As you can see, when we have assigned the value of K as 4, then the voting for each class is 2. This means there is no class with majority voting and the KNN algorithm predicts the output class based on the majority voting. So, to avoid any confusion, it is always recommended to have an odd number for the value of K.
Implementation of KNN algorithm
Now, we will implement the K-nearest neighbor algorithm on a binary dataset using sklearn module, and will then evaluate the model as well. You can access the dataset and Jupyter notebook from my Github account. In this section, we will step by step explain each part of the implementation.
Before going to the implementation part, make sure that you have installed the following required modules as we will be using them later.
You can use the pip command to install the required modules.
Importing and exploring the dataset
Now let us first import the dataset using the
# import pandas module import pandas as pd # importing the dataset data = pd.read_csv('dataset.csv') # heading of the dataset data.head()
As you can see, the dataset contains information about the age and salary of a person and whether they purchased the term or not. Let us find the number of output classes using the
# finding the unique value data['Purchased'].unique()
As you can see, we have only two output categories which means the dataset is binary classification.
Let us now plot the output classes using a bar plot to see if the dataset is balanced or not.
# importing the required modules for data visualization import matplotlib.pyplot as plt import chart_studio.plotly as py import plotly.graph_objects as go import plotly.offline as pyoff # counting the total output data from purchased column target_balance = data['Purchased'].value_counts().reset_index() # dividing the output classes into two sections target_class = go.Bar( name = 'Target Balance', x = ['Not-Purchased', 'Purchased'], y = target_balance['Purchased'] ) # ploting the output classes fig = go.Figure(target_class) pyoff.iplot(fig)
The reason we plot using plotly is that it creates interactive graphs. As you can see the data is not too unbalanced.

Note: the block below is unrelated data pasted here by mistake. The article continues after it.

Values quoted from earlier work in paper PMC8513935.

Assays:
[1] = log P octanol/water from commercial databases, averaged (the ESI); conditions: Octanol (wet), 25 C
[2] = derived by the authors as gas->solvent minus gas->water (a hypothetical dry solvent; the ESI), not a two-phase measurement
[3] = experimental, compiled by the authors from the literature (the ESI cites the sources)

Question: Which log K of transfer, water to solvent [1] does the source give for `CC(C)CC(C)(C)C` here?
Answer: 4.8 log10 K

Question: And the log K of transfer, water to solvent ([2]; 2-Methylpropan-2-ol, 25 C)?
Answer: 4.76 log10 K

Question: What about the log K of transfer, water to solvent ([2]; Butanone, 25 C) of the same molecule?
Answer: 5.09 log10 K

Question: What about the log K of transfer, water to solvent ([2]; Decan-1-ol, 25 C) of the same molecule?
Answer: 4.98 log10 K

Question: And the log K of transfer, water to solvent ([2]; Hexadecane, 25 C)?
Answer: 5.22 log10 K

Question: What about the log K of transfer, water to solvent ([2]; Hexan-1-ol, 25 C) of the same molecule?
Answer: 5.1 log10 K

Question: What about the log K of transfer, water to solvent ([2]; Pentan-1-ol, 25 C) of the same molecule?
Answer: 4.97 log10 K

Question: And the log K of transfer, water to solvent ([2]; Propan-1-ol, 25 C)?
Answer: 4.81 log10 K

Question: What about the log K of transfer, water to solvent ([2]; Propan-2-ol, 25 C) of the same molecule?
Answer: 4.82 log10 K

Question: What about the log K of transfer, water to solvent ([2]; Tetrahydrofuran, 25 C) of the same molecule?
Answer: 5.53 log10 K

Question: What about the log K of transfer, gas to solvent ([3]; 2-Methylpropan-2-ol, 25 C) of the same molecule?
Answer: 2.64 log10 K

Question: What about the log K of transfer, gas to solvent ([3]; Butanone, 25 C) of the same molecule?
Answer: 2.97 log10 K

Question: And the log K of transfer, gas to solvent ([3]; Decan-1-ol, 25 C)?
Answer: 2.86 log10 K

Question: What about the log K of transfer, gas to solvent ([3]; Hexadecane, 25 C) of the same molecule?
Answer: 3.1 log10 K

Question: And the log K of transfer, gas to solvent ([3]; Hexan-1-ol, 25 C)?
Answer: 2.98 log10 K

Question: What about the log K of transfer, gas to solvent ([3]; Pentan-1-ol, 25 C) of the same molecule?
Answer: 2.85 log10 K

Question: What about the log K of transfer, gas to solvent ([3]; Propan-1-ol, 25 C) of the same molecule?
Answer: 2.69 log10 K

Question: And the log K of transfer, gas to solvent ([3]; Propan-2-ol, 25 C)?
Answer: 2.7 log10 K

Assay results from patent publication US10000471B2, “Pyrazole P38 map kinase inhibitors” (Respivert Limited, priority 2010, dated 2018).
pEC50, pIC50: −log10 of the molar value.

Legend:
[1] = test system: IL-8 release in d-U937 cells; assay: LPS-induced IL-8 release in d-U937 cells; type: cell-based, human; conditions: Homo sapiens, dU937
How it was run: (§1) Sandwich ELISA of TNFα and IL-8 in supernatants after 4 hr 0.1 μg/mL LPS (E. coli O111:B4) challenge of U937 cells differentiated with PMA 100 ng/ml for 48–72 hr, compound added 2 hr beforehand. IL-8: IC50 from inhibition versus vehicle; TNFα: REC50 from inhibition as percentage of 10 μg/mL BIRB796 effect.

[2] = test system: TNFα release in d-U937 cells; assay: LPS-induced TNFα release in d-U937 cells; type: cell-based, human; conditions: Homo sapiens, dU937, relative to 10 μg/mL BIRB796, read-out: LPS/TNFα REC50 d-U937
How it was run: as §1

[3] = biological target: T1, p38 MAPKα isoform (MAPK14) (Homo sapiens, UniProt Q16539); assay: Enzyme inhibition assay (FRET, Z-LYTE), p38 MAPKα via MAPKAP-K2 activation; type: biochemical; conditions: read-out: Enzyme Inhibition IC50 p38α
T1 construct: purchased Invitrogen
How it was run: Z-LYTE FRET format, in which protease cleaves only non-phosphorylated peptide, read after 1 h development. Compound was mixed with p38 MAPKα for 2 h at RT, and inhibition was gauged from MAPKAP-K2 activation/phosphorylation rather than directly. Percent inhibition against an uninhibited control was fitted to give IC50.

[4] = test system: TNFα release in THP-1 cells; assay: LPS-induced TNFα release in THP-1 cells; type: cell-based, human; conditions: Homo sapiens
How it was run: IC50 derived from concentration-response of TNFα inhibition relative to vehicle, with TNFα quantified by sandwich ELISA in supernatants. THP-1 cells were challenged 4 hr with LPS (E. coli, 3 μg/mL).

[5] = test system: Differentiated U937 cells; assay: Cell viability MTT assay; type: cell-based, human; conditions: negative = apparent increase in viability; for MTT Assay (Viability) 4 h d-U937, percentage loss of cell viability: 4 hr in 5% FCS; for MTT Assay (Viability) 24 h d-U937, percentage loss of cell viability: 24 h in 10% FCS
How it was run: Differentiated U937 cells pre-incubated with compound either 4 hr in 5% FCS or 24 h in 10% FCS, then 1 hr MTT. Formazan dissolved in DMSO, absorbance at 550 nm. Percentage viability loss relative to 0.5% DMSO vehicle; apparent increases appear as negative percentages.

Splitting the dataset
Now, we will split the dataset. First, we will divide the dataset into input values and the target variable.
# dividing the dataset X = data.drop('Purchased', axis=1) y = data['Purchased']
We will now split the dataset into testing and training parts so that we can use the training part to train the model and then the testing part to evaluate the performance of the model. We will use sklearn module to split the dataset. We will also assign value 0 to the random state.
# importing the train_test_split method from sklearn from sklearn.model_selection import train_test_split # splitting the data X_train, X_test, y_train, y_test = train_test_split(X, y, test_size=0.30, random_state=0)
As you can see, we have assigned 30% of the data to the testing and 70% to the training part.
Feature Scaling the Dataset
Feature Scaling is a technique for bringing down the values of all the independent features of our dataset on the same scale. In simple words, feature scaling is a technique to standardize the independent features present in the data in a fixed range. If feature scaling is not done, a Machine Learning algorithm will assume larger values to have more weight and smaller values to have less weight, regardless of the unit of measurement.
Let us apply feature scaling to our dataset.
# applying standard scale method from sklearn.preprocessing import StandardScaler sc = StandardScaler() # scaling training and testing data set X_train = sc.fit_transform(X_train) X_test = sc.transform(X_test)
Now our dataset is fully ready and we can use it to train the model.
Training the model
First, we need to import the KNN model and initialize it.
# importing sklearn knn classifier from sklearn.neighbors import KNeighborsClassifier # K value set to be 3 classifer = KNeighborsClassifier(n_neighbors=3 )